‘This isn’t just a summer job – there will always be a maintenance team here, so this is something that will be ongoing.

‘The scheme is called Mandatory Work Activity, so it’s something they have to do to keep their benefits but we try to make it as pleasant as possible.

‘We’re also trying to give something back to the community and as this is a community club now it works well.’

SIGNS OF THE TIMES

THERE’S a new set of signs hanging over the Milton End at Fratton Park – and these ones herald a new era at the stadium.

Fratton Park: Owned by the Pompey Fans, they exclaim, as a triumphant end to months of struggle that saw the club brought to the brink of existence before the Pompey Supporters’ Trust and some well oiled business people took over.

Pompey’s new chief executive officer, Mark Catlin, said: ‘Over the summer there has been a programme of refurbishments at Fratton Park and we are sure fans will notice a big difference when they come to the first game of the season, not least in the new Milton End - officially sponsored by IMS - which looks fantastic.’

IMS stands for Industrial Maintenance Services, which is based in Portsmouth.

Mr Catlin continued: ‘This shows again the faith local business is showing in our new community football club.’

Ian Brown, the firm’s managing director, added: ‘For the first time in years we are looking forward to the start of the season with renewed enthusiasm. We hope the fans like the new look.’

SPANISH GUESTS

IT might be hot here, but it’s nothing to what the team from Rayo Vallecano are used to.

They play in Madrid, Spain, where the temperatures regularly reach 100F in the summer.

The Spanish team will be visiting Costa Del Pompey on Sunday for the final home game friendly before the Blues’ League Two campaign starts in earnest in August.

Pompey spokesman Colin Farmery urged fans to support the match.

He said: ‘It’s a real honour to be hosting Rayo Vallecano on July 28 at Fratton Park for the final home friendly before the new season gets underway.

‘By supporting the club through buying tickets, fans are helping to fund the club and its activities on an ongoing basis.

We need the fans’ support. It’s been fantastic so far, and we want it to keep going.’

As reported in yesterday’s News, the Pompey Fans’ Day was a roaring success.

The day included the team’s away strip being unveiled for the first time, which the players are also due to wear for the Rayo Vallecano game on Sunday.

COMMUNITY-MINDED

IT has not seen a lick of paint for a generation, but now the huge doors to the Frogmore Road entrance of Fratton Park are finally Royal Blue once again.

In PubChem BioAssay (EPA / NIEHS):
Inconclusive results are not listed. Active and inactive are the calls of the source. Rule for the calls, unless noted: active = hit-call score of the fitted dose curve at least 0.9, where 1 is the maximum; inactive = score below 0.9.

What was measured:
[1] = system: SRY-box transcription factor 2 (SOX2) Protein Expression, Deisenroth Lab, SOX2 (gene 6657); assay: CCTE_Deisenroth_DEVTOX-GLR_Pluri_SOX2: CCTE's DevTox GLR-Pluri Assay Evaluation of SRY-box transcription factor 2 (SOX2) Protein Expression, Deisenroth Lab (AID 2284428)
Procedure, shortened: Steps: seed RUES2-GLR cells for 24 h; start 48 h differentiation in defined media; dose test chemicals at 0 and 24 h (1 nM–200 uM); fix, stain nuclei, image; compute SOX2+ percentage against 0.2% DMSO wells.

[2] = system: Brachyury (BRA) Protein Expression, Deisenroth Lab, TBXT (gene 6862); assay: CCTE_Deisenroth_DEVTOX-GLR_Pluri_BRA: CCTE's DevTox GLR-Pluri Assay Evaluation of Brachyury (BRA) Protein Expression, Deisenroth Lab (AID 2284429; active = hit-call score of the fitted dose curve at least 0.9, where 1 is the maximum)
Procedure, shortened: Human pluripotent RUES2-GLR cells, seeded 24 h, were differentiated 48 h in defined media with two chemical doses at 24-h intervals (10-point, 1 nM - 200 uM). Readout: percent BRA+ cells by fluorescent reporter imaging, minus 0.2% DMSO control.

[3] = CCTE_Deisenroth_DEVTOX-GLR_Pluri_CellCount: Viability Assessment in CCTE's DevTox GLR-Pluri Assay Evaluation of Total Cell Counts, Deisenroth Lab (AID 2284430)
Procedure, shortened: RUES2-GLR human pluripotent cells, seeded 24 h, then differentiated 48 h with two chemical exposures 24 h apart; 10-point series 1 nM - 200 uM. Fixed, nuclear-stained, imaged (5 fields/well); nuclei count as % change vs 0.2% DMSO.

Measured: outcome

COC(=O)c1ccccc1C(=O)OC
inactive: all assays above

Dave Bayes, 43, from Paulsgrove and Charlotte Brooks, 25, from Havant worked like troopers to get it finished for Saturday’s Fans’ Day.

Dave said: ‘This is my second week here and I love it.

‘It might help get you into work, gives you a few skills, it’s all good.’

Dave, himself sporting a Pompey blue top, said he wasn’t a particular fan of the team but said: ‘I do hope they do well this season.

‘This is also about being part of the community.’

Charlotte agreed. She said: ‘I’ve only been here a week so far, so I’m quite new, but it has been quite fun getting the stadium ready for the season and making new friends. It’s been brilliant.

‘It’s also another thing for my CV, getting some experience for that.

‘I want to get into caring for the elderly, or into retail.’

PAINTING SKILLS

KATIE Simpson was in her third week of her Fratton Park placement when she painted this metal barrier.

The 21-year-old was enjoying soaking up the rays while painting the fence behind the Milton End a similar shade of sunshine.

She said she has enjoyed her placement so much she is voluntarily staying on after her four-week Jobcentre contract ends, again working for free.

She said: ‘I want to stay on to get a bit more experience.

‘I’ve really enjoyed the painting side of things, especially in this weather, as I find it quite relaxing.

‘All of us here get along really well and even the new people we get in every Wednesday we get along with very quickly.

‘Bud is really good with everyone, telling us what to do but he’s pretty relaxed.

‘I don’t know if I’ll be able to get a job out of this, but we’ll see how it goes.

‘I’ve been out of work for three years and I hope this will give me a little bit of work experience to put on my CV so I can go into care working in nurseries.’